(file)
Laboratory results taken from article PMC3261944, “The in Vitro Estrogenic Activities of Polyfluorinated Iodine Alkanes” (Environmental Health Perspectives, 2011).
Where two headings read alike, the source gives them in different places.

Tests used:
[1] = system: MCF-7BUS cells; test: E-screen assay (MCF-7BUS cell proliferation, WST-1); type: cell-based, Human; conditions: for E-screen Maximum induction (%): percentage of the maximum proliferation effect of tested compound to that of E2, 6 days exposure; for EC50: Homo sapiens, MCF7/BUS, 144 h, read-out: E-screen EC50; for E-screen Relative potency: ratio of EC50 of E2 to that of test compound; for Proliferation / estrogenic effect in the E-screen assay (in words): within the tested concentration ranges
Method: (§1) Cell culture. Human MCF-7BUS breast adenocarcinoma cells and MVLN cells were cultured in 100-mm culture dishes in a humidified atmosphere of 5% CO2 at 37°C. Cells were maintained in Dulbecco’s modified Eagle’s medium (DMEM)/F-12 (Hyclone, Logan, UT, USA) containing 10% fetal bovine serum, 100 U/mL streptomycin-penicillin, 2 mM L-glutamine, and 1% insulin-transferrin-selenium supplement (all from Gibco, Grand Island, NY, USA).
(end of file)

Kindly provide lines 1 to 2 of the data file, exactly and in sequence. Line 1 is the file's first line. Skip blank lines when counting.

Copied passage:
Laboratory results taken from article PMC3261944, “The in Vitro Estrogenic Activities of Polyfluorinated Iodine Alkanes” (Environmental Health Perspectives, 2011).
Where two headings read alike, the source gives them in different places.